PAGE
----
Pictures of African-Americans in “Do the Right Thing” Film

The conflict arises as Buggin’ Out is offended and finds it unacceptable for a pizza place in the neighborhood with a predominantly Black community to have no photographs of Black celebrities on the “Wall of Fame.” It might be perceived as a minor problem; however, Sal’s “Wall of Fame” serves as a background to many scenes in the movie, displaying famous white American-Italians and Americans. This might be seen as a racist way to support only white celebrities in the pizza place. From this perspective, Buggin Out’ can be justified in his demand to put the photographs of famous Black figures on the wall.

The main reason for such dispute is that Buggin Out’ views those famous Italian males as exclusively white, which is why he suggests putting “some brothers on da Wall!” However, from Sal’s perspective, it is his pizza place that he owns, which gives him the right to put any pictures he would choose to place on the wall. Moreover, it is a place with Italian cuisine, so it was reasonable to have photos of American-Italians. Nevertheless, Buggin Out’ is right when he noted that only Black people eat at Sal’s pizza place, and there are no Italian Americans. His request is a call for respect for all the Black community in the neighborhood. With this said, Lee tries to demonstrate the subtly racist character of Sal when he points out that there is no freedom in this country and that he is a boss. Sal’s view of freedom is limited and prejudiced, implying that there is no freedom for African Americans in the famous pizza place.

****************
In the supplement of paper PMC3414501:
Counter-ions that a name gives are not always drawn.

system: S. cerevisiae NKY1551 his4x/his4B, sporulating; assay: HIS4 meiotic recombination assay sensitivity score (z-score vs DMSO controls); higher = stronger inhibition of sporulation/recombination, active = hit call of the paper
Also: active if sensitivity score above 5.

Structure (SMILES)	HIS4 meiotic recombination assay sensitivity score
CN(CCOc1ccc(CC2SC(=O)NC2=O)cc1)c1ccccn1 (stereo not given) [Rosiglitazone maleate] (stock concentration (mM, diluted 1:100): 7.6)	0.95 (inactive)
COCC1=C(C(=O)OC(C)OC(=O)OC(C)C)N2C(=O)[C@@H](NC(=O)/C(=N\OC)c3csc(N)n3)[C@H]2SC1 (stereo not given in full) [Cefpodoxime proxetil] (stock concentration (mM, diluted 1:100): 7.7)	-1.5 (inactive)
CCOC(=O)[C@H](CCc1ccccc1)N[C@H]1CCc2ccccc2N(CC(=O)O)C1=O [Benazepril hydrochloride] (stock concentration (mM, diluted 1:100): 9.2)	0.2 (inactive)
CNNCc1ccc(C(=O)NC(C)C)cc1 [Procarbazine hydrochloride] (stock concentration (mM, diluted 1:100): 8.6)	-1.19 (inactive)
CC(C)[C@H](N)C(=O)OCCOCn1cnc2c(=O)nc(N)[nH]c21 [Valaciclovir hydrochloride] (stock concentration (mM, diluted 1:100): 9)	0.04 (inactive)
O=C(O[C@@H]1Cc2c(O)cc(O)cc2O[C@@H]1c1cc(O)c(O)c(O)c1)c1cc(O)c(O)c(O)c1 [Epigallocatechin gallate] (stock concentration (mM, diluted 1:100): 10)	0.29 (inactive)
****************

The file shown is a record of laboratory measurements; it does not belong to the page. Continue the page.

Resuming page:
The discontent showcased by Buggin Out’ is acceptable since he asks Sal to respect the Black community that constitutes most visitors in the pizza place. He asked Sal to recognize his place within the Black community but received a response of disrespect. The viewers can equally accept both points of view: Buggin Out’s demand for equal attitudes towards people of color and Sal’s power to decide how to decorate his place. Nonetheless, Buggin Out’ can be entirely justified because of Sal’s racial epithets and violent behavior towards Radio Raheem. Such behavior proves the racial inequality in the neighborhood and challenges the cultural segregation of Sal’s wall. The movie reveals how Sal keeps control over Black visitors in this restaurant by denying Buggin Out’s non-violent request.

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